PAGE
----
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A series of corporate calamities in the 2000s has helped to arouse suspicion amongst policymakers and the public that corporate organisation matters. Internal organisation issues are blamed for lost jobs, lost pensions and lost fortunes (e.g. Enron, Worldcom); for plane crashes in the US, lead-painted toys from China1, and, most devastatingly of all, the global crisis. These outcomes are increasingly ascribed to unaccountable managers, misaligned ownership structures, outsourcing and other internal organisation issues.

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Topics:  Industrial organisation International trade

Tags:  trade, protectionism, firms, firm organisation

The (re)location effects of enterprise zones

Thierry Mayer, Florian Mayneris, Loriane Py 28 September 2012

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Spatial inequalities within French municipalities are striking. Some depressed urban areas with low income, high unemployment rate, low level of education and deprived social housing are just a few blocks away from wealthy neighbourhoods. These urban disparities have important social and economic implications. They are often linked to social segregation and exclusion phenomena, with rich and poor people self-selecting into different neighbourhoods according to their willingness to pay for housing.

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Topics:  Industrial organisation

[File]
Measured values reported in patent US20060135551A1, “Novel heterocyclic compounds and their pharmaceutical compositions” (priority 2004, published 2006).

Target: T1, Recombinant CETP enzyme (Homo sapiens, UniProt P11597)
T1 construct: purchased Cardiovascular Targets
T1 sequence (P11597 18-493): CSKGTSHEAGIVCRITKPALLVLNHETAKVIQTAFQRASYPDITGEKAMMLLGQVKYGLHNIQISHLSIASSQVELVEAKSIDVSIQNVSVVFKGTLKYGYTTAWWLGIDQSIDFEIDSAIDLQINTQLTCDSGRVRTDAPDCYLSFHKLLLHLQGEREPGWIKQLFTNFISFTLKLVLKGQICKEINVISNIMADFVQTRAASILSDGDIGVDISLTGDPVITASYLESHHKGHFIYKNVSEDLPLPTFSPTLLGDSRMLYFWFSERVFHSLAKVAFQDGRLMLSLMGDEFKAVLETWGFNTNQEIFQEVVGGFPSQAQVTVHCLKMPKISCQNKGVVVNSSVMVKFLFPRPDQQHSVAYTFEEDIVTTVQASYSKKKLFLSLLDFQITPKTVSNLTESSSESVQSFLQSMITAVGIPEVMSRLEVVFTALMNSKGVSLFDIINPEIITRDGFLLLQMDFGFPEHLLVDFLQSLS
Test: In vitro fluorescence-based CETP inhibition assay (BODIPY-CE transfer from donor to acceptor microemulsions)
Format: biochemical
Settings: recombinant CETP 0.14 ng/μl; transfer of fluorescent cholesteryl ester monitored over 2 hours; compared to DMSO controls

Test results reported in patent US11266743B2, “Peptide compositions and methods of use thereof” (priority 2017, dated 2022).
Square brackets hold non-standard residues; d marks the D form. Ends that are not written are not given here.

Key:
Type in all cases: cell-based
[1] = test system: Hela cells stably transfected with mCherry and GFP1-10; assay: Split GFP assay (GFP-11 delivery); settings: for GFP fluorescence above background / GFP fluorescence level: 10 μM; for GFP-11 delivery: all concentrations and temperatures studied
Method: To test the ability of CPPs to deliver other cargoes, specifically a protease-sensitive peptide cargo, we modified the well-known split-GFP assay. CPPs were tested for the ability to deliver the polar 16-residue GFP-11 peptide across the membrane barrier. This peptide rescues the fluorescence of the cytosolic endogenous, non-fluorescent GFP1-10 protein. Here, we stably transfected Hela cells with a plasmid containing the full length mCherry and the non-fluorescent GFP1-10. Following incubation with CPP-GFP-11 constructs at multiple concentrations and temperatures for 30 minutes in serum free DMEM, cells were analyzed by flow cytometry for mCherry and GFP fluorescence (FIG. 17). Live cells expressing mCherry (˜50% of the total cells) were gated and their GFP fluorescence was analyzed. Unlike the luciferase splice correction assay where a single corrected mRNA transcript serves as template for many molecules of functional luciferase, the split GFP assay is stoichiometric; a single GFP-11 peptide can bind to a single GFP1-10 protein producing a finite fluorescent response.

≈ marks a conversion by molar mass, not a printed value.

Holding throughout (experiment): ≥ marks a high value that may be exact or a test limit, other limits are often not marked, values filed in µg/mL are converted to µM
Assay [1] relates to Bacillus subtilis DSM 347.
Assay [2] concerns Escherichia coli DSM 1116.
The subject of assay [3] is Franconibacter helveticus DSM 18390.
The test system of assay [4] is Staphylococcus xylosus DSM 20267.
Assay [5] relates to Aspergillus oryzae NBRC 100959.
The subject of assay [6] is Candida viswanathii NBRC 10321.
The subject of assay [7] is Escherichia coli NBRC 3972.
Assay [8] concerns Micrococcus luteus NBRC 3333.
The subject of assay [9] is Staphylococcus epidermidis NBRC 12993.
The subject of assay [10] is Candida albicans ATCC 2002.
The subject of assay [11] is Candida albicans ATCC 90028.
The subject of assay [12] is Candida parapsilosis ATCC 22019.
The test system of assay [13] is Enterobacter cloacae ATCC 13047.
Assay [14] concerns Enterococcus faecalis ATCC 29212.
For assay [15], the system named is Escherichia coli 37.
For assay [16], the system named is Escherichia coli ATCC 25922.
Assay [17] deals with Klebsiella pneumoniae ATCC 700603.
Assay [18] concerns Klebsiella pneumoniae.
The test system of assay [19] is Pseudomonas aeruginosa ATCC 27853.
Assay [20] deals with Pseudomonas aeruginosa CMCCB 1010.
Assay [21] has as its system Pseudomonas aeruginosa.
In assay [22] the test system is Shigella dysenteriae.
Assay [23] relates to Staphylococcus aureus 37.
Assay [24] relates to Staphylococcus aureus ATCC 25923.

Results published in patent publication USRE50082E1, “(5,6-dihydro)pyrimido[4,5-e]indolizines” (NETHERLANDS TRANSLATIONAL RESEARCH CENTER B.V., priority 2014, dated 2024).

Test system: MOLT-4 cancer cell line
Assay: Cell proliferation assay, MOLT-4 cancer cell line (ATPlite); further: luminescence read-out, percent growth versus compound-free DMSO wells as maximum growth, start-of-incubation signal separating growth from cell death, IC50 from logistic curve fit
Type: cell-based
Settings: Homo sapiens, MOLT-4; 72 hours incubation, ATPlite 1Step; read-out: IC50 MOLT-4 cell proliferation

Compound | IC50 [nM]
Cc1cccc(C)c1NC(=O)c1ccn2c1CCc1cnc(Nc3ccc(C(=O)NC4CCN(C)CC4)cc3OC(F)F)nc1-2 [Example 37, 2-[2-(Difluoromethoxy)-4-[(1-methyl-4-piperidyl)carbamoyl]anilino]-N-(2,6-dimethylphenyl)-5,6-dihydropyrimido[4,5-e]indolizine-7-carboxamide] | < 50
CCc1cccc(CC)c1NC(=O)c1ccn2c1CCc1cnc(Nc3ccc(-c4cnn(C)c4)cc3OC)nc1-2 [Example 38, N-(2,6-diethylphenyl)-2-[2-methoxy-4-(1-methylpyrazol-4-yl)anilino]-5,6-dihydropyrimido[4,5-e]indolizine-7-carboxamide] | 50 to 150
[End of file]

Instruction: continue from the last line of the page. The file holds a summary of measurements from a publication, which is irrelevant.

Tags:  France, firms, Enterprise zones

Firms reorganise to grow (by hiring workers that know and earn less)

Lorenzo Caliendo, Ferdinando Monte, Esteban Rossi-Hansberg 31 August 2012

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How do firms organise production? How does this organisation change as firms grow?

Business people deal with these questions all the time, and the academic literature has developed several strands of theories with answers that go from property rights over core resources to knowledge-based hierarchies (e.g. Hart and Moore 1990 and Garicano 2000). However, the ability of researchers to answer these questions with general empirical support has traditionally been hindered by lack of data.

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Topics:  Labour markets Productivity and Innovation

Tags:  growth, firms, production

What determines productivity?

Chad Syverson 25 June 2010

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Productivity – the efficiency with which firms transform inputs into outputs – is the elixir of economic success. Nations that enjoy rising productivity experience sustainable growth that simplifies a broad swath of economic and social problems. The same is true at the corporate level. Naturally then, productivity is the focus of a great deal of government and corporate policy. But what determines productivity?

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Topics:  Productivity and Innovation

Tags:  productivity, Management, firms

The transformation of India: Incumbent control, reforms, and newcomers

Laura Alfaro, Anusha Chari 12 December 2009

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The end of the license Raj and implementation of pro-market reforms in the 1980s and 1990s had far-reaching implications for India’s industrial structure. Significant sectors of the economy were opened up to private participation through industrial de-licensing and de-reservation measures. India began to integrate into the world economy as import licensing was abolished in many sectors, import duties were sharply reduced, and many restrictions on FDI were lifted.

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Topics:  Development

Tags:  India, liberalisation, firms